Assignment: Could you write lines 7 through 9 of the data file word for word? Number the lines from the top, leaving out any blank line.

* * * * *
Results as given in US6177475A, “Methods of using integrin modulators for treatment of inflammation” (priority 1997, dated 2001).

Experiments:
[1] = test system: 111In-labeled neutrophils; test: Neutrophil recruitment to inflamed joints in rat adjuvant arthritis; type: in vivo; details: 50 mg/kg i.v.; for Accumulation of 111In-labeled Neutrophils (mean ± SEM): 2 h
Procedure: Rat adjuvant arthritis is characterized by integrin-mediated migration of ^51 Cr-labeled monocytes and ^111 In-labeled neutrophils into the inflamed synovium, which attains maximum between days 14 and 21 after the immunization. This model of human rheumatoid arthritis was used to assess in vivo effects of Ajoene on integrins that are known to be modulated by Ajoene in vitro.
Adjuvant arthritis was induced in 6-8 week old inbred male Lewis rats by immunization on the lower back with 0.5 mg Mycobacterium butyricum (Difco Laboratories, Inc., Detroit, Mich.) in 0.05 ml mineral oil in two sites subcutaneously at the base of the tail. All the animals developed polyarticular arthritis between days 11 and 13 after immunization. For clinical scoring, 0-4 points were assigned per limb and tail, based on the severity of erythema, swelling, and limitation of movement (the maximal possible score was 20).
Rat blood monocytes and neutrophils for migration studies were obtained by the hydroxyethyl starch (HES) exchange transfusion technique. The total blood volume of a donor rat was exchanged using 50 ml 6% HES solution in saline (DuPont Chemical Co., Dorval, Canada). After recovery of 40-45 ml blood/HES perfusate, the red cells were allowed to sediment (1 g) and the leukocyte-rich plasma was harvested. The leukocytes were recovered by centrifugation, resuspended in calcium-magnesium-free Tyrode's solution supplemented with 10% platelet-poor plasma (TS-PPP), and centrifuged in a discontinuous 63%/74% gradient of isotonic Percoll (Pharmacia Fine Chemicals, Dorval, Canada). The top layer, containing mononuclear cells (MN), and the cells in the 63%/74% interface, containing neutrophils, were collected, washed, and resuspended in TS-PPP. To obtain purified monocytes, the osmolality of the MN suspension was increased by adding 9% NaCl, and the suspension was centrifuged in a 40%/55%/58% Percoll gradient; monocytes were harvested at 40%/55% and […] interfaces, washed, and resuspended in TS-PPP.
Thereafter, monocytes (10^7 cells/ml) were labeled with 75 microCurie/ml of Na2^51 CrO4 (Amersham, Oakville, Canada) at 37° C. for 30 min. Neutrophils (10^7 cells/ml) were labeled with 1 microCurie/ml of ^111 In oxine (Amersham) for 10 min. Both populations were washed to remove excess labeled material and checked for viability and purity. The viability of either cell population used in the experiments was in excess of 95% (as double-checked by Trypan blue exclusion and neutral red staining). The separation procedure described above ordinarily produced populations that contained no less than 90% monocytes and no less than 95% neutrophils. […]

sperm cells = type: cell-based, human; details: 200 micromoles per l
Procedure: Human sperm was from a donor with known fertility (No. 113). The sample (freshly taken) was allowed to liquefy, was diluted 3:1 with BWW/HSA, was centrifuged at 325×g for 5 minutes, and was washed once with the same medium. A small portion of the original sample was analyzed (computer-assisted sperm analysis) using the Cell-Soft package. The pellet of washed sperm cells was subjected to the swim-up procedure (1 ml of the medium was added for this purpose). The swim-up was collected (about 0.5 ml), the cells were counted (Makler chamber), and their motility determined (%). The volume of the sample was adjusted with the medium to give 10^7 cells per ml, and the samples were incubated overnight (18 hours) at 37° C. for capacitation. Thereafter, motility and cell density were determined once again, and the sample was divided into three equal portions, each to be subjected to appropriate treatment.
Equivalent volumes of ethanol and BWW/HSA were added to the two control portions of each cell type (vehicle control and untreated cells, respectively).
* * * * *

Thereafter, monocytes (10^7 cells/ml) were labeled with 75 microCurie/ml of Na2^51 CrO4 (Amersham, Oakville, Canada) at 37° C. for 30 min. Neutrophils (10^7 cells/ml) were labeled with 1 microCurie/ml of ^111 In oxine (Amersham) for 10 min. Both populations were washed to remove excess labeled material and checked for viability and purity. The viability of either cell population used in the experiments was in excess of 95% (as double-checked by Trypan blue exclusion and neutral red staining). The separation procedure described above ordinarily produced populations that contained no less than 90% monocytes and no less than 95% neutrophils. […]

sperm cells = type: cell-based, human; details: 200 micromoles per l
Procedure: Human sperm was from a donor with known fertility (No. 113). The sample (freshly taken) was allowed to liquefy, was diluted 3:1 with BWW/HSA, was centrifuged at 325×g for 5 minutes, and was washed once with the same medium. A small portion of the original sample was analyzed (computer-assisted sperm analysis) using the Cell-Soft package. The pellet of washed sperm cells was subjected to the swim-up procedure (1 ml of the medium was added for this purpose). The swim-up was collected (about 0.5 ml), the cells were counted (Makler chamber), and their motility determined (%). The volume of the sample was adjusted with the medium to give 10^7 cells per ml, and the samples were incubated overnight (18 hours) at 37° C. for capacitation. Thereafter, motility and cell density were determined once again, and the sample was divided into three equal portions, each to be subjected to appropriate treatment.